And so, from our perspective, it wouldn't be appropriate for us to go back and renegotiate the bank covenants. I'm sure we could, we just don't think it's the right thing to do.

Boris Elisman

Yeah, Joe. Given what's happening with inflation and interest rates, the priority for Q4 will be to pay debt down. And as Neal mentioned, regardless of what the covenants say, that's going to be our priority.

Joe Gomes

Okay. Okay. And on the tariffs, I don't know - if you can just again remind us, roughly what percent of your product line in North America is subject to these tariffs. And would it make sense - or are you guys contemplating looking into the possibility of outsourcing from someplace other than China? I know, I've talked to a number of other consumer type product companies that actually are looking at other places in Asia in order to get around some of these tariffs.

Boris Elisman

Sure, Joe, that's a good question. About 30% of our U.S. COGS come from China, and right now, half of that is subject to tariffs. So it's a meaningful number. We are absolutely looking to move our supply from China where we can. It's easier in certain types of products, such as paper products. And we already have a large supply from outside of China, but we're moving to move even more. Some of the more complicated or metal products, when you have to move tooling, it's more difficult to do.

But we're looking at that as well. It's just something of that magnitude will take a longer time. And it's much more expensive to move. But we're looking at all of those things, especially as time goes on and the likelihood of these tariffs becoming permanent rose, we'll certainly be looking at evaluating the lowest total cost of supply. And if it's not China, we'll be moving our products away from there.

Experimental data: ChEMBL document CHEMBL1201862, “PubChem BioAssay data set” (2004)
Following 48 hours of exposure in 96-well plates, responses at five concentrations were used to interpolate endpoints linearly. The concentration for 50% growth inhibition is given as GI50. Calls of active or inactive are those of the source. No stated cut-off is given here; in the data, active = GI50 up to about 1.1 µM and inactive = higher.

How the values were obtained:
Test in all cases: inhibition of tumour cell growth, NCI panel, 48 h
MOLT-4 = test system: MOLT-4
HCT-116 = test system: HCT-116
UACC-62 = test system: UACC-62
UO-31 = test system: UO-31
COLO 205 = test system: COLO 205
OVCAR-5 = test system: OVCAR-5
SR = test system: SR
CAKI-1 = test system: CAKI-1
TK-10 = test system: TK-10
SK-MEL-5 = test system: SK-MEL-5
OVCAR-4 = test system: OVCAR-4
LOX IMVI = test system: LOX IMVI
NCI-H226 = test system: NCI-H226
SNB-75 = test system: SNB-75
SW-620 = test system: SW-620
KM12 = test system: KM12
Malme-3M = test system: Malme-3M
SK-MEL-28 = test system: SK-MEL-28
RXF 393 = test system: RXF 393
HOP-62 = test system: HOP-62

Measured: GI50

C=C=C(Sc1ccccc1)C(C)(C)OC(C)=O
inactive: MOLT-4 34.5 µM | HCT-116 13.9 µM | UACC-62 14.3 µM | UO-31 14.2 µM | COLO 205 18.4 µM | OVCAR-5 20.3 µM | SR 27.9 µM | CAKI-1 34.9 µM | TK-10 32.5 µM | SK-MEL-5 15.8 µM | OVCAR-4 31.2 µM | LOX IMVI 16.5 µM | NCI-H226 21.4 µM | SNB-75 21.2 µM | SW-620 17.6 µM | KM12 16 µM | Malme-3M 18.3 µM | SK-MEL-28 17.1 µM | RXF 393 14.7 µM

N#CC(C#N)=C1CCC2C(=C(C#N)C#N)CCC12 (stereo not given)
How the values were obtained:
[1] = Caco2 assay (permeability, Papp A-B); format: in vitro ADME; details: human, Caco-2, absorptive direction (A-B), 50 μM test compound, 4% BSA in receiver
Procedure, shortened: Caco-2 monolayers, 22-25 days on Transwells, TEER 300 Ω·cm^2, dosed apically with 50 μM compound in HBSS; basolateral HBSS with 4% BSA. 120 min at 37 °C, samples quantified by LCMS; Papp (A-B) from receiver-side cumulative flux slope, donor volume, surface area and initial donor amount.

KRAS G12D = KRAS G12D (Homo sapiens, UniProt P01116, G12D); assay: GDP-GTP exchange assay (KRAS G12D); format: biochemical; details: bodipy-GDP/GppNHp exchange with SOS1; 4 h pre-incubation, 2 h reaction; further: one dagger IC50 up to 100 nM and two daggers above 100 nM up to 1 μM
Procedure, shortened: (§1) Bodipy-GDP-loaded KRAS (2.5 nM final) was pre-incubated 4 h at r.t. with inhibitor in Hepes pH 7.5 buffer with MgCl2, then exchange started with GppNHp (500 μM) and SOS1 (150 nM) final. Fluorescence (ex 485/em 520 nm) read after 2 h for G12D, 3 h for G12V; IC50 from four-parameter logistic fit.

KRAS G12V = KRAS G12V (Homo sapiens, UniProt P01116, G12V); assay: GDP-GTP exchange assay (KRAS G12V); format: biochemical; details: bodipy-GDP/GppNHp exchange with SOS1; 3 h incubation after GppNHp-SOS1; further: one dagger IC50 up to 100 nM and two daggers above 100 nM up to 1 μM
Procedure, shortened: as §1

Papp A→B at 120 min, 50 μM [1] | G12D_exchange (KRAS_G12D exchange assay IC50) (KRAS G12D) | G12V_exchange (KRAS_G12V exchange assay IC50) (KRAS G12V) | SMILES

Joe Gomes

Okay. And one last one for me. You talk about some reduced calendar placements. And I'm just wondering, if you might be able to give a little more detail on that. Is that - are you seeing that, as you think just a one-time event? Or is this something that you think is more extended?

Boris Elisman

We lost some share this year in some of the retail accounts with fashion calendars. We are trying very hard to win it back, and we hope it's a one-time thing. But calendars is an interesting product line is that there's one time a year, where you can sell it in, and then you have to wait another 12 months before you can try it again. So we saw some share loss this academic calendar year, and we'll certainly go after it for 2019.

Joe Gomes

Okay. Thanks. I appreciate it.

Boris Elisman

Thank you, Joe.

Operator

Thank you. Our next question comes from William Reuter with Bank of America. Your line is now open.

William Reuter

Good morning.

Boris Elisman

Good morning, Bill.

William Reuter

So in between the last quarter and this quarter, there would have been a couple things which you couldn't have expected, such as some of the product shortages. I'm sure that you did expect that some of those early shipments that you received in the second quarter would have impacted this quarter. I guess, were there other things that changed, I guess, maybe it's on the wholesaler side - that you were not expecting? Or was the majority of the sales decrease expected?

Boris Elisman

No. The majority of the sales decrease, I would say, was not expected. And let me tell you the things that we did not expect. We did not expect the wholesaler sales that we had in Q3. We also did not expect that many of our retailers managed to lower in-stock positions at the end of this back-to-school season that did last year.

So typically, they would manage to, let's say, 85% sell-through of the inventory that they have because they never want to completely run out. This year, they managed to a 90% sell-through. So there was less orders from them, less replenishment orders from them than we would have expected. And then certainly, we did not expect to have the product shortages and I mentioned that cost us a couple of points of share. So all of those things taken together were the unexpected aspects of the sales decline.

William Reuter

That makes sense. And one of the challenges that has contributed to the, I guess, increased cost of goods sold has been shipping shortages. Do you anticipate, or have you had conversations that might allude to the fact that we could see a little bit more capacity next year to the extent that tariffs reduce the amount of international trade? Have you heard anything about that?

Boris Elisman